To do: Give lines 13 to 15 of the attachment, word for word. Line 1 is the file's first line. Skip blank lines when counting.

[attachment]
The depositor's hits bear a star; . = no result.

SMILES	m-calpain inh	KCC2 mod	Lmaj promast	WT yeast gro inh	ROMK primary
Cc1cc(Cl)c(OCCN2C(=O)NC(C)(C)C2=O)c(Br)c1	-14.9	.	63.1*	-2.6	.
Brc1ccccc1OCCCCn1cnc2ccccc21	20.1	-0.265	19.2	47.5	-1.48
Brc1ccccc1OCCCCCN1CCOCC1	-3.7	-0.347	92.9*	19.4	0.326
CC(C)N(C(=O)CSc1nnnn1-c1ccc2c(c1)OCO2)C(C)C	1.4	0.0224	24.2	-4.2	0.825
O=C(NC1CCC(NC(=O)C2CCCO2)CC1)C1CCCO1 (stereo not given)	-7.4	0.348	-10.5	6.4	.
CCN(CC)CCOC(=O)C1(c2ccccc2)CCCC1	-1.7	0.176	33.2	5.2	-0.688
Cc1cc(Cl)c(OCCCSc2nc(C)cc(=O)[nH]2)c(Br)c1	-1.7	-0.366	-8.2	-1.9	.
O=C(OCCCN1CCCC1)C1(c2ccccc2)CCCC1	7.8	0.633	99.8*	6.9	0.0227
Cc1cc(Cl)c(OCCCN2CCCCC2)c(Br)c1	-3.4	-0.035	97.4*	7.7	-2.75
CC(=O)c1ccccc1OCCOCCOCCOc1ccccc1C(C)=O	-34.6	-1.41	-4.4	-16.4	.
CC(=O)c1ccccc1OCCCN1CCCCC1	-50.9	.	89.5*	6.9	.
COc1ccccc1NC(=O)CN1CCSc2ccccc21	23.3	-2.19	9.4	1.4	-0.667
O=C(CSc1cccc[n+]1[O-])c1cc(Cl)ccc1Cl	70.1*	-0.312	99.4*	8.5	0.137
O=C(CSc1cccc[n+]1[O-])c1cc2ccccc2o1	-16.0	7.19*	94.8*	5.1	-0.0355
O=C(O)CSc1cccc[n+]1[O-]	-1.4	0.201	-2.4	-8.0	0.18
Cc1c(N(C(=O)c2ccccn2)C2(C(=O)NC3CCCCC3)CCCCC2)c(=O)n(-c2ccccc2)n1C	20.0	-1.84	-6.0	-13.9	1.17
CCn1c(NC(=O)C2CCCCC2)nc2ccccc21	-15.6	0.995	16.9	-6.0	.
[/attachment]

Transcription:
CC(=O)c1ccccc1OCCCN1CCCCC1	-50.9	.	89.5*	6.9	.
COc1ccccc1NC(=O)CN1CCSc2ccccc21	23.3	-2.19	9.4	1.4	-0.667
O=C(CSc1cccc[n+]1[O-])c1cc(Cl)ccc1Cl	70.1*	-0.312	99.4*	8.5	0.137